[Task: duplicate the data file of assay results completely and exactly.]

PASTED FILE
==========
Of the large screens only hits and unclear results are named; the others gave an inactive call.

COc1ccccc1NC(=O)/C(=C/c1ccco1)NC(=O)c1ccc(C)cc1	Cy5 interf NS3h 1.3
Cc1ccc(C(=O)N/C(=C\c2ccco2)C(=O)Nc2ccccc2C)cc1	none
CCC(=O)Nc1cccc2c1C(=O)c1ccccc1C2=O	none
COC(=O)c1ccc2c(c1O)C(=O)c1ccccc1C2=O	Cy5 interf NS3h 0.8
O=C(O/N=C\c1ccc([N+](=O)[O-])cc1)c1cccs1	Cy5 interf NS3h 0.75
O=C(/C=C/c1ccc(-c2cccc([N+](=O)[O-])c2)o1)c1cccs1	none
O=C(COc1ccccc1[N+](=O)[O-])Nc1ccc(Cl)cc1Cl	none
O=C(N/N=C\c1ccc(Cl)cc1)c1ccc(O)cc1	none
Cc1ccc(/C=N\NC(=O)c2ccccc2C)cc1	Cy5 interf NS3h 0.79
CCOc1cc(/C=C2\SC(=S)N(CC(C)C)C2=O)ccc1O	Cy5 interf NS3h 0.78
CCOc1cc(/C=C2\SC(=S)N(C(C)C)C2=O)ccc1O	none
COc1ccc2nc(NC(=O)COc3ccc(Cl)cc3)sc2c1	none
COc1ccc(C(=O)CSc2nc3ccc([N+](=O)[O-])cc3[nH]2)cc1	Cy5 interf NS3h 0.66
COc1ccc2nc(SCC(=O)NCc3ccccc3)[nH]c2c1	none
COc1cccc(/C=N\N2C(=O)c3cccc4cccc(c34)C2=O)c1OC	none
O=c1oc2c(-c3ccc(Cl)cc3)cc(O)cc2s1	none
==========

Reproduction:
Of the large screens only hits and unclear results are named; the others gave an inactive call.

COc1ccccc1NC(=O)/C(=C/c1ccco1)NC(=O)c1ccc(C)cc1	Cy5 interf NS3h 1.3
Cc1ccc(C(=O)N/C(=C\c2ccco2)C(=O)Nc2ccccc2C)cc1	none
CCC(=O)Nc1cccc2c1C(=O)c1ccccc1C2=O	none
COC(=O)c1ccc2c(c1O)C(=O)c1ccccc1C2=O	Cy5 interf NS3h 0.8
O=C(O/N=C\c1ccc([N+](=O)[O-])cc1)c1cccs1	Cy5 interf NS3h 0.75
O=C(/C=C/c1ccc(-c2cccc([N+](=O)[O-])c2)o1)c1cccs1	none
O=C(COc1ccccc1[N+](=O)[O-])Nc1ccc(Cl)cc1Cl	none
O=C(N/N=C\c1ccc(Cl)cc1)c1ccc(O)cc1	none
Cc1ccc(/C=N\NC(=O)c2ccccc2C)cc1	Cy5 interf NS3h 0.79
CCOc1cc(/C=C2\SC(=S)N(CC(C)C)C2=O)ccc1O	Cy5 interf NS3h 0.78
CCOc1cc(/C=C2\SC(=S)N(C(C)C)C2=O)ccc1O	none
COc1ccc2nc(NC(=O)COc3ccc(Cl)cc3)sc2c1	none
COc1ccc(C(=O)CSc2nc3ccc([N+](=O)[O-])cc3[nH]2)cc1	Cy5 interf NS3h 0.66
COc1ccc2nc(SCC(=O)NCc3ccccc3)[nH]c2c1	none
COc1cccc(/C=N\N2C(=O)c3cccc4cccc(c34)C2=O)c1OC	none
O=c1oc2c(-c3ccc(Cl)cc3)cc(O)cc2s1	none